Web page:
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Bug #15647

Updated by nobu (Nobuyoshi Nakada) over 3 years ago

"`in`" "in" is a reserved reversed keyword and thus can't be accessed directly anyway. 

 e.g. the following is a syntax error: 

 ```ruby 
 def `def m(in:); p in; end; m(in: 1) 
 ``` 1)` 

 And as usual, doing `in = 1` doesn't work.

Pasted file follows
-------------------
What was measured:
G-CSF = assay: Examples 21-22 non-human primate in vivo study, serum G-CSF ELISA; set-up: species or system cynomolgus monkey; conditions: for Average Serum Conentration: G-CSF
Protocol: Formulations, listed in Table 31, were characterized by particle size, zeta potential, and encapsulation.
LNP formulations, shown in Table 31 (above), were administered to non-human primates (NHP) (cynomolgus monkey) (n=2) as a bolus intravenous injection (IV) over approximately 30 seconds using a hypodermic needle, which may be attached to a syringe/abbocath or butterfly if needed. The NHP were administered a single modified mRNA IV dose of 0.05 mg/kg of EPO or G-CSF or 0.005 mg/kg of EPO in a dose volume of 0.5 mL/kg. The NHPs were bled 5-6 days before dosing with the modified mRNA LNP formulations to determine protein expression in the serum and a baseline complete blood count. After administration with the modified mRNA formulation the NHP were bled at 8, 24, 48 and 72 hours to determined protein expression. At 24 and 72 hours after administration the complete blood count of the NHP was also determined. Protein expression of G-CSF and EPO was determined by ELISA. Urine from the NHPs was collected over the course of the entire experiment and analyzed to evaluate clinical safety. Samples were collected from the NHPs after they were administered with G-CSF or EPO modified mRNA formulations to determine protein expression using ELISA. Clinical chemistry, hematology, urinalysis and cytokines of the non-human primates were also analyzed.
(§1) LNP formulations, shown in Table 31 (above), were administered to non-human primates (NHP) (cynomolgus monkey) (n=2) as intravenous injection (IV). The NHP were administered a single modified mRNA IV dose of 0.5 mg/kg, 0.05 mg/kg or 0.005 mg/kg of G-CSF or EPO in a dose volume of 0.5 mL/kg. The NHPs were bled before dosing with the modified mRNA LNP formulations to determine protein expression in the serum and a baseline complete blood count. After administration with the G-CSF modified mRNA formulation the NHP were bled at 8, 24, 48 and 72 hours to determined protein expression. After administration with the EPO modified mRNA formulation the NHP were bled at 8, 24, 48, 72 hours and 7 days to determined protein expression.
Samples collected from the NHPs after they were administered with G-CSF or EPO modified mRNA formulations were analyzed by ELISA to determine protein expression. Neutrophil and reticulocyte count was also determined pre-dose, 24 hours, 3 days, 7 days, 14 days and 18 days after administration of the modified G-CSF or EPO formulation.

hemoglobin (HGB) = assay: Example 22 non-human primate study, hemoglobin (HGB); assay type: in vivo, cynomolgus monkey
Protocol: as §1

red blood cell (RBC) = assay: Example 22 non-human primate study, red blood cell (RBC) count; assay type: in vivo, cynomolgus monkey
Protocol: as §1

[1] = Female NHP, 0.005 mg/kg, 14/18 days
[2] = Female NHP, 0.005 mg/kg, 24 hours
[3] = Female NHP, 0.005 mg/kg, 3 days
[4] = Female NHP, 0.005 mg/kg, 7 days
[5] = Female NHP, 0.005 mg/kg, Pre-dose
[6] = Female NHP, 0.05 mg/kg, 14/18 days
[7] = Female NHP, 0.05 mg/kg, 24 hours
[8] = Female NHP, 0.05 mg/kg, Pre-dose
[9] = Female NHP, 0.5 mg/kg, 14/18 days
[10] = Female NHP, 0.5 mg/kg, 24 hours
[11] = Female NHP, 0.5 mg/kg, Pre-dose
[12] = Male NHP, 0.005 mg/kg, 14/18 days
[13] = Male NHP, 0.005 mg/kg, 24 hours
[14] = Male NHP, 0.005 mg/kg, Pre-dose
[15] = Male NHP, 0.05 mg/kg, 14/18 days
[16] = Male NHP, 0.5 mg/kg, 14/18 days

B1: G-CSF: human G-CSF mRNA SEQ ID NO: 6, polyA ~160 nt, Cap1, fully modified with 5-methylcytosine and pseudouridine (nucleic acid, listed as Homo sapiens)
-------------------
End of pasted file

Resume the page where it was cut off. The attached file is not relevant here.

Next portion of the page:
"`in`" "in" could still be passed as a keyword argument if using some kind of catch-all, e.g. `m(args)`, `m(*args)`, m(args), m(*args), etc. 

 Source: https://twitter.com/drbrain/status/1104152696339087361

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